the noncompetitive NMDA-receptor antagonist MK-801 ameliorated the deficit in paradoxical sleep in kindled rats.

Clinical observations in patients with epilepsy have shown altered sleep–waking cycles and an increased number of stage shifts. Conversely, it is well documented that sleep deprivation results in an impairment of memory retention (Fishbein and Gutwein, 1977; Smith, 1995; Forest and Godbout, 2000; Bjorness et al., 2005). Similar alterations were found in animal experiments that are considered to be useful tools in the study of correlative relations between sleep disturbances and cognitive deficits. After electrical kindling in different animal species and different brain structures, a reduced amount of sleep with special regard to paradoxical sleep was found (Stone and Gold, 1988; Hiyoshi and Wada, 1990; Calvo and Fernandez-Mas, 1991; 1994; Gigli and Gotman, 1992; Cammisuli et al., 1997; Raol and Meti, 1998). Interestingly, in chemically kindled rats, these changes in sleep patterns also are evident. Although the significant differences in paradoxical sleep parameters before and after completion of kindling appear to be marginal (e.g., Table 2), the size of the changes observed in sleep in the present experiment is comparable to the results obtained by other laboratories (Amici et al., 2001; Lena et al., 2004). A single seizure attack induced by PTZ, however, was without any obvious effect on sleep (Table 1). This is in line with other results showing that a single seizure attack did not modify glutamate binding or parameters of hippocampal long-term potentiation, as found in animals after kindling completion (Schröder et al., 1993; Ruethrich et al., 1996). In contrast,%PS was significantly reduced in the animals that acquired the kindling syndrome (Fig. 3), suggesting that altered sleep patterns are dependent on long-lasting plastic-adaptive alterations in central functioning. This well correlates with other reports. There it was concluded that an increase in PS sleep after a single seizure attack may represent an adaptive mechanism. Sustaining seizure activity breaks down this mechanism and results in loss of PS sleep (Raol and Meti, 1998).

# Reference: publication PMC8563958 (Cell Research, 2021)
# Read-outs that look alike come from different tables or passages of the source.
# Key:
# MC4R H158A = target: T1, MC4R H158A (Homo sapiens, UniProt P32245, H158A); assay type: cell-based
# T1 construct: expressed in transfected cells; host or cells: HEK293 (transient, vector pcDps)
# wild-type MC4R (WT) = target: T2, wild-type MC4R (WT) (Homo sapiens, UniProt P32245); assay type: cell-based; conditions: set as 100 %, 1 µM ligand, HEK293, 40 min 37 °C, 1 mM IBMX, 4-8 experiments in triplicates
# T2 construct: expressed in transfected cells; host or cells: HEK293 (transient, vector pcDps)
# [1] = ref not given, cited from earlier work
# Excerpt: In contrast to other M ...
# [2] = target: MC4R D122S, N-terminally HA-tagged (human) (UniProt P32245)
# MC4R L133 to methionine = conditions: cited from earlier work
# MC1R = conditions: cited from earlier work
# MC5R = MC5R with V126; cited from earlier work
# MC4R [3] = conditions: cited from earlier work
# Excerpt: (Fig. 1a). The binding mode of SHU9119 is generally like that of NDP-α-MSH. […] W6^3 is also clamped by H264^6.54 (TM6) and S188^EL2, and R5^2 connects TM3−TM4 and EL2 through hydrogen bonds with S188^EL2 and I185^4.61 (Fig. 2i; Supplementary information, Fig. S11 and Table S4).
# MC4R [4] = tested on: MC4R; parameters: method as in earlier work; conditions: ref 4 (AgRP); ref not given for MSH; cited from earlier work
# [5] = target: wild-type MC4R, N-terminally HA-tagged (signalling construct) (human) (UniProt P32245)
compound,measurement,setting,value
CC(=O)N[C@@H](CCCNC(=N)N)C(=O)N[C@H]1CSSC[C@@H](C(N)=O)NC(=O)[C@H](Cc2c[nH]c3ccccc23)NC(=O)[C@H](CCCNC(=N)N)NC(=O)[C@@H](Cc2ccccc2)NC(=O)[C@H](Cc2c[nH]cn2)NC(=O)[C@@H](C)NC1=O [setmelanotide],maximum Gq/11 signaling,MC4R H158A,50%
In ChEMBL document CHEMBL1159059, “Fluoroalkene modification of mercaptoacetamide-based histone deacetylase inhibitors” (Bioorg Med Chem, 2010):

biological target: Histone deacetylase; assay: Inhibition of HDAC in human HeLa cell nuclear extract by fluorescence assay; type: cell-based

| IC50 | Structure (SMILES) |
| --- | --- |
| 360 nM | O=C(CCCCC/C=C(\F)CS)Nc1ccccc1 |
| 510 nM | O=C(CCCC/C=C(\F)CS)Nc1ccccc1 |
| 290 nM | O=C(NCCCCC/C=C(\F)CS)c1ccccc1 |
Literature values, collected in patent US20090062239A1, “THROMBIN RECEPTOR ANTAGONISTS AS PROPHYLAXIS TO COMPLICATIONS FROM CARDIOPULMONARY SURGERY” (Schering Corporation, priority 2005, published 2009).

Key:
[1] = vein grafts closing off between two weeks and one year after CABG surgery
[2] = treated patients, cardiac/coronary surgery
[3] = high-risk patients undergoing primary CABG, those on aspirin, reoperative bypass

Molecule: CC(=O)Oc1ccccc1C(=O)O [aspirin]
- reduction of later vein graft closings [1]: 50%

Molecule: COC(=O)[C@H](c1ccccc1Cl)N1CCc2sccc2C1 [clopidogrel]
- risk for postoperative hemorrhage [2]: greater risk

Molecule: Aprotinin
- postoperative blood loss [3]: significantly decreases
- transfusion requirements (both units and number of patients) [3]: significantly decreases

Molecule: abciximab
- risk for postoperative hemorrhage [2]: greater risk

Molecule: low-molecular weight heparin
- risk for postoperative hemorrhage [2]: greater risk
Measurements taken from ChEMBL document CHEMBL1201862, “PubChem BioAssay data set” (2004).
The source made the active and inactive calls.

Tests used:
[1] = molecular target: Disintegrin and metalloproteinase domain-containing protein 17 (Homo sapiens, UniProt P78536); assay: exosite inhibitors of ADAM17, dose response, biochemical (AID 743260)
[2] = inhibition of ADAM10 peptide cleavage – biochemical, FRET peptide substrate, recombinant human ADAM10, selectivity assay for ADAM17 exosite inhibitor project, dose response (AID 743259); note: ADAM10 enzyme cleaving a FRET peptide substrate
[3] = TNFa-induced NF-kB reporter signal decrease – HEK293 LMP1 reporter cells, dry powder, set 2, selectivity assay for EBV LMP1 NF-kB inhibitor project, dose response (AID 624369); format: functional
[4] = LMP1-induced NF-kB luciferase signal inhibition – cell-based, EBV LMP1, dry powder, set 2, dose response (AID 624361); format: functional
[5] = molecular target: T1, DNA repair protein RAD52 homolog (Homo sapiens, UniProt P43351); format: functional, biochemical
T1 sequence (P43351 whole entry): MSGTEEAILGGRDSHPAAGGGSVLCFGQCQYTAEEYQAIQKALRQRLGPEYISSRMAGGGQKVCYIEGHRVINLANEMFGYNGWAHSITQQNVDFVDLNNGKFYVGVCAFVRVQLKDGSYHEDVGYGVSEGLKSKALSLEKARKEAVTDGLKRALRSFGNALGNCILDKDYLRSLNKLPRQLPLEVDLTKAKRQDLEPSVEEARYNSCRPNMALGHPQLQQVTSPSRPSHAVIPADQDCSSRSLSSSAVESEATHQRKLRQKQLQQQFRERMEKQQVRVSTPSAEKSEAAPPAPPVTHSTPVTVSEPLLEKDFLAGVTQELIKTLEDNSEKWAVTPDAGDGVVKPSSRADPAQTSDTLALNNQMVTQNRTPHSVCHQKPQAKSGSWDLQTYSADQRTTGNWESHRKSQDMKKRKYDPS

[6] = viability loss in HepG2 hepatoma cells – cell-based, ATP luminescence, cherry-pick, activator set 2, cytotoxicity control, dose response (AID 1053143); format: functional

PTZ kindling resulted in long-lasting learning impairment, which is still ascertainable 4 weeks after the last kindling stimulation (Becker et al., 1992). Detailed analysis revealed a significant relation between the learning impairment and seizure severity. A similar correlation was found between seizure severity and PS deficit (Fig. 4), which might suggest that the PS deficits contribute to kindling-induced learning impairment.

To elucidate the relation between sleep disturbances and learning impairments, we injected the nootropic drug Pir and the NMDA-receptor antagonist MK-801 in the course of kindling before each kindling injection. In previous studies, a dose of 100 mg/kg Pir was found efficaciously to counteract kindling-associated learning deficits without affecting seizure development (Becker and Grecksch, 1995). In contrast, MK-801 (0.3 mg/kg) significantly reduced seizure development, and it reduced the kindling-associated learning deficits (Grecksch et al., 1994). Surprisingly, Pir was without effect on the PS deficit in kindled rats, but this substance disconnected the significant correlation between seizure severity and PS deficit (Fig. 5). In previous experiments, Pir was found to enhance PS in rats. This is not contrasting because these results were obtained after brief Pir injection (Aldenkamp et al., 1996), whereas in the present experiment, sleep was analyzed after timely-spaced subchronic Pir treatment followed by washout (Wetzel, 1985). Conversely, MK-801–lowered seizure severity counteracted the kindling-induced PS and the kindling-associated learning deficit as well. This implies that beneficial effects on cognitive impairments in epilepsy may derive from both (i.e., reduction of seizure severity and rebalance in qualitative and quantitative parameters of paradoxical sleep). However, this does not exclude that factors other than seizure severity and changes in sleep structure are involved in learning impairments associated with epilepsy.

On the basis of animal experiments, certain AEDs may usefully be combined with nootropics (Mondadori et al., 1984). We are far from understanding impairments in the domain of cognition in epilepsy patients. Therefore more data are needed on the efficacy of AEDs and their combinations to control epilepsy-related cognitive dysfunctions.

REFERENCES

  1. Top of page
  2. Abstract
  3. MATERIALS AND METHODS
  4. RESULTS
  5. DISCUSSION
  6. REFERENCES